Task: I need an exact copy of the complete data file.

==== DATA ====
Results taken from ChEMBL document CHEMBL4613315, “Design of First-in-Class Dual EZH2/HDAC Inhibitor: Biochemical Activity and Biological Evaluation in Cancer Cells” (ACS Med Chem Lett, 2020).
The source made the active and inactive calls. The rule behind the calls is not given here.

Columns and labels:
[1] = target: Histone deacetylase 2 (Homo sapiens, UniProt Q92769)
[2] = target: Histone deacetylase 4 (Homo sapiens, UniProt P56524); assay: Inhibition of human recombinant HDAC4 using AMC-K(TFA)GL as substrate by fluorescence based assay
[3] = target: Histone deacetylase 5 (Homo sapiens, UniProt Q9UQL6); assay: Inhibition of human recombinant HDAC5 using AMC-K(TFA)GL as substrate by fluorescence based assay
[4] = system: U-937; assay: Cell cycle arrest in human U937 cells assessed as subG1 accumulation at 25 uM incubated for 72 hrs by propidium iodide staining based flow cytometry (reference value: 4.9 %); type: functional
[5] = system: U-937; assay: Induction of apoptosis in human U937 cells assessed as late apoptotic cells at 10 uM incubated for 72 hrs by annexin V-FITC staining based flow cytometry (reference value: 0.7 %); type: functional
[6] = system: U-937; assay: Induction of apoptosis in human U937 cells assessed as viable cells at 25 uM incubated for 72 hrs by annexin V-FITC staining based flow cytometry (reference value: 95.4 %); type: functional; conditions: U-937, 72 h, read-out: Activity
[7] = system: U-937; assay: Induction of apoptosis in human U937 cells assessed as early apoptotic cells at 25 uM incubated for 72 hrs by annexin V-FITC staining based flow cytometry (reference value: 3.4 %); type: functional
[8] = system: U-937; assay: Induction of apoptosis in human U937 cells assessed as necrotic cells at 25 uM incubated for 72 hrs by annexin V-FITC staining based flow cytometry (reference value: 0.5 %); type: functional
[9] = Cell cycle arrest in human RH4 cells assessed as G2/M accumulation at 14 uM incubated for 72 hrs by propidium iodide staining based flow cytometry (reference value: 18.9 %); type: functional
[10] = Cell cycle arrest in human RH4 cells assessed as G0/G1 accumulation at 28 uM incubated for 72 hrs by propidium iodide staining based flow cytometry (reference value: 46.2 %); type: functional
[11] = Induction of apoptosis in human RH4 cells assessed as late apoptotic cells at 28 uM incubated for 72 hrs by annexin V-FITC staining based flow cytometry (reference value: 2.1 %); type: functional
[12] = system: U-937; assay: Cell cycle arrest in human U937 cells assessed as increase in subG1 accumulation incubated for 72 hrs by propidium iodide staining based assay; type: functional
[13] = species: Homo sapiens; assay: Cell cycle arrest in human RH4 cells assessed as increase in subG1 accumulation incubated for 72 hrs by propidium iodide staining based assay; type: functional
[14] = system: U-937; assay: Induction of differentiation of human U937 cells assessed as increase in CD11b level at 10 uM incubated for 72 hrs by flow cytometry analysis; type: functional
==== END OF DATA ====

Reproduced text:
Results taken from ChEMBL document CHEMBL4613315, “Design of First-in-Class Dual EZH2/HDAC Inhibitor: Biochemical Activity and Biological Evaluation in Cancer Cells” (ACS Med Chem Lett, 2020).
The source made the active and inactive calls. The rule behind the calls is not given here.

Columns and labels:
[1] = target: Histone deacetylase 2 (Homo sapiens, UniProt Q92769)
[2] = target: Histone deacetylase 4 (Homo sapiens, UniProt P56524); assay: Inhibition of human recombinant HDAC4 using AMC-K(TFA)GL as substrate by fluorescence based assay
[3] = target: Histone deacetylase 5 (Homo sapiens, UniProt Q9UQL6); assay: Inhibition of human recombinant HDAC5 using AMC-K(TFA)GL as substrate by fluorescence based assay
[4] = system: U-937; assay: Cell cycle arrest in human U937 cells assessed as subG1 accumulation at 25 uM incubated for 72 hrs by propidium iodide staining based flow cytometry (reference value: 4.9 %); type: functional
[5] = system: U-937; assay: Induction of apoptosis in human U937 cells assessed as late apoptotic cells at 10 uM incubated for 72 hrs by annexin V-FITC staining based flow cytometry (reference value: 0.7 %); type: functional
[6] = system: U-937; assay: Induction of apoptosis in human U937 cells assessed as viable cells at 25 uM incubated for 72 hrs by annexin V-FITC staining based flow cytometry (reference value: 95.4 %); type: functional; conditions: U-937, 72 h, read-out: Activity
[7] = system: U-937; assay: Induction of apoptosis in human U937 cells assessed as early apoptotic cells at 25 uM incubated for 72 hrs by annexin V-FITC staining based flow cytometry (reference value: 3.4 %); type: functional
[8] = system: U-937; assay: Induction of apoptosis in human U937 cells assessed as necrotic cells at 25 uM incubated for 72 hrs by annexin V-FITC staining based flow cytometry (reference value: 0.5 %); type: functional
[9] = Cell cycle arrest in human RH4 cells assessed as G2/M accumulation at 14 uM incubated for 72 hrs by propidium iodide staining based flow cytometry (reference value: 18.9 %); type: functional
[10] = Cell cycle arrest in human RH4 cells assessed as G0/G1 accumulation at 28 uM incubated for 72 hrs by propidium iodide staining based flow cytometry (reference value: 46.2 %); type: functional
[11] = Induction of apoptosis in human RH4 cells assessed as late apoptotic cells at 28 uM incubated for 72 hrs by annexin V-FITC staining based flow cytometry (reference value: 2.1 %); type: functional
[12] = system: U-937; assay: Cell cycle arrest in human U937 cells assessed as increase in subG1 accumulation incubated for 72 hrs by propidium iodide staining based assay; type: functional
[13] = species: Homo sapiens; assay: Cell cycle arrest in human RH4 cells assessed as increase in subG1 accumulation incubated for 72 hrs by propidium iodide staining based assay; type: functional
[14] = system: U-937; assay: Induction of differentiation of human U937 cells assessed as increase in CD11b level at 10 uM incubated for 72 hrs by flow cytometry analysis; type: functional